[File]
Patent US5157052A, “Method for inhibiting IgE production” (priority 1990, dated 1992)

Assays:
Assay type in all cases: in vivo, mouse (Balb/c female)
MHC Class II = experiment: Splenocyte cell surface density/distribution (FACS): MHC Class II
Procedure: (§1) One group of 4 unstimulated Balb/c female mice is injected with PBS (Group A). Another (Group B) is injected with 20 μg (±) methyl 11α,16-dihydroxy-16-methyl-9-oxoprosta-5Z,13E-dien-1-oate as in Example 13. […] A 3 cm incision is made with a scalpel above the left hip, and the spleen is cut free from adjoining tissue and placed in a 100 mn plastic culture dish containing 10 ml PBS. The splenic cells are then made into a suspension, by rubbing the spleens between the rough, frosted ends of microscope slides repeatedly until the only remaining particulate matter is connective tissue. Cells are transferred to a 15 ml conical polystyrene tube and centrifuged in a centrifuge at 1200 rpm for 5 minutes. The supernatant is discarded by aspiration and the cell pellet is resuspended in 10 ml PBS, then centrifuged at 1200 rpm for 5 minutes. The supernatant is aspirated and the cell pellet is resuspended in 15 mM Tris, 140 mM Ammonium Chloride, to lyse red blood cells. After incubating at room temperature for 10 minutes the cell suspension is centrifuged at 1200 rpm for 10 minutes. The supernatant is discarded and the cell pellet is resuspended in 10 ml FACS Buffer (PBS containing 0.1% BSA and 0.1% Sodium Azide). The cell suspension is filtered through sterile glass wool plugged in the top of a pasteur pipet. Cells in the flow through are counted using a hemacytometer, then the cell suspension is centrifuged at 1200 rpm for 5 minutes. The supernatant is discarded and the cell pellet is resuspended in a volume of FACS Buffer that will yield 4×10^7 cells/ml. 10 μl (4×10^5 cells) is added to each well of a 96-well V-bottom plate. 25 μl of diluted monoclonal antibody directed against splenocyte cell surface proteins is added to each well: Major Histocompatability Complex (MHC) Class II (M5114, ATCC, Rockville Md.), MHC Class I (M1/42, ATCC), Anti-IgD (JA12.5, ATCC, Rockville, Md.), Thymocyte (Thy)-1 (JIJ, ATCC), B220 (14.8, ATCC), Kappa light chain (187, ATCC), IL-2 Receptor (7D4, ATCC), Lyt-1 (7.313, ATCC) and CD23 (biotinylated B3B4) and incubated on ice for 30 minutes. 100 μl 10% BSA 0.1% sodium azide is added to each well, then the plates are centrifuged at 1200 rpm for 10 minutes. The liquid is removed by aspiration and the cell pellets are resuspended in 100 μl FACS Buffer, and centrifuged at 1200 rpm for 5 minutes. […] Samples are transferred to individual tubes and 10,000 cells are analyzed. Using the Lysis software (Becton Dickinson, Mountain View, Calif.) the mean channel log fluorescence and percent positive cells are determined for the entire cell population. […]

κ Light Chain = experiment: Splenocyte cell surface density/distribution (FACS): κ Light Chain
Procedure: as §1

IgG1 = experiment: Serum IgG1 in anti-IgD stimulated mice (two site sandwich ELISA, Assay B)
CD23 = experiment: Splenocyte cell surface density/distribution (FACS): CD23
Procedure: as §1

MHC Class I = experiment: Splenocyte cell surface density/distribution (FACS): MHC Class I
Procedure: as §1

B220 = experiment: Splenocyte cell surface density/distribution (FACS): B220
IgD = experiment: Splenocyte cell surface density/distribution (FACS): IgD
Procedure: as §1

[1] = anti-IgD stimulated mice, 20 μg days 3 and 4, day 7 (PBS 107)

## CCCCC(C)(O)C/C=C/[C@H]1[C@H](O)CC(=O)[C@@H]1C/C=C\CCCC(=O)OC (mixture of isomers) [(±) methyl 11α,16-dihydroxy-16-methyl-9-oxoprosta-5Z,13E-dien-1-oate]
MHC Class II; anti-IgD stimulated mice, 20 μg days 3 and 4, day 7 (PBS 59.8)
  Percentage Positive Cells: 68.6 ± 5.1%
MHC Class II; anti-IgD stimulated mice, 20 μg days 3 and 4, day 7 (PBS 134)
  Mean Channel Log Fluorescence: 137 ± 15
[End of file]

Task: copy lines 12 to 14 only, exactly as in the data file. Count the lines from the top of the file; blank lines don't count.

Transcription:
Procedure: as §1

B220 = experiment: Splenocyte cell surface density/distribution (FACS): B220
IgD = experiment: Splenocyte cell surface density/distribution (FACS): IgD